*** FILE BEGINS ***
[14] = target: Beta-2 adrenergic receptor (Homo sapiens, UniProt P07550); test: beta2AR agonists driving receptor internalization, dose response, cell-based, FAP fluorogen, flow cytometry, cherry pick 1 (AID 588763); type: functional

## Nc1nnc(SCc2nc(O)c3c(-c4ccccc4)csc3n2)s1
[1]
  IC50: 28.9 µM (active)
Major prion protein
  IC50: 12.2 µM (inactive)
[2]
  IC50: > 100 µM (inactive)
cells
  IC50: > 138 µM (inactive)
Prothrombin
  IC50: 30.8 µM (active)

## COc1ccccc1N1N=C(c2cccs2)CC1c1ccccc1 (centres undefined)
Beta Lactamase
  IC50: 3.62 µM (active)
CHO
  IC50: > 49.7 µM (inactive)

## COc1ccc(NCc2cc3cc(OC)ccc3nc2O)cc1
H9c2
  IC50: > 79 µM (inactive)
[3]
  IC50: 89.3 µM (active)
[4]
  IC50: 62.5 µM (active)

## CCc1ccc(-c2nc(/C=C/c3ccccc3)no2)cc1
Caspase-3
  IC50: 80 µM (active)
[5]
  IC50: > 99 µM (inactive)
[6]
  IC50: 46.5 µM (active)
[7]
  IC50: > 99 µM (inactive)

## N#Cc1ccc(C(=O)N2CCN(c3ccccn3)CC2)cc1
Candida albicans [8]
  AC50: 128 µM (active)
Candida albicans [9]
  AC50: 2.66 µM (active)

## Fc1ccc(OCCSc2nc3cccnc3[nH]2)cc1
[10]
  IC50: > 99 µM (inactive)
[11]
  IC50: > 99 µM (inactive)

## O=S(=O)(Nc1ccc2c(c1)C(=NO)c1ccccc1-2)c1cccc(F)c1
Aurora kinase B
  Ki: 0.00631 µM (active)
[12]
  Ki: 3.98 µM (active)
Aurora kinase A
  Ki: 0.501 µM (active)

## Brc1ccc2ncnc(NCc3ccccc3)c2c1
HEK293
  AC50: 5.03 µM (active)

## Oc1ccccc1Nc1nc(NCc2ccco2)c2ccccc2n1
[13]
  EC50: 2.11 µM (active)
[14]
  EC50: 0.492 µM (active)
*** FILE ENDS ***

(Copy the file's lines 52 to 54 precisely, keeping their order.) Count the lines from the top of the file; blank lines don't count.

HEK293
  AC50: 5.03 µM (active)

## Oc1ccccc1Nc1nc(NCc2ccco2)c2ccccc2n1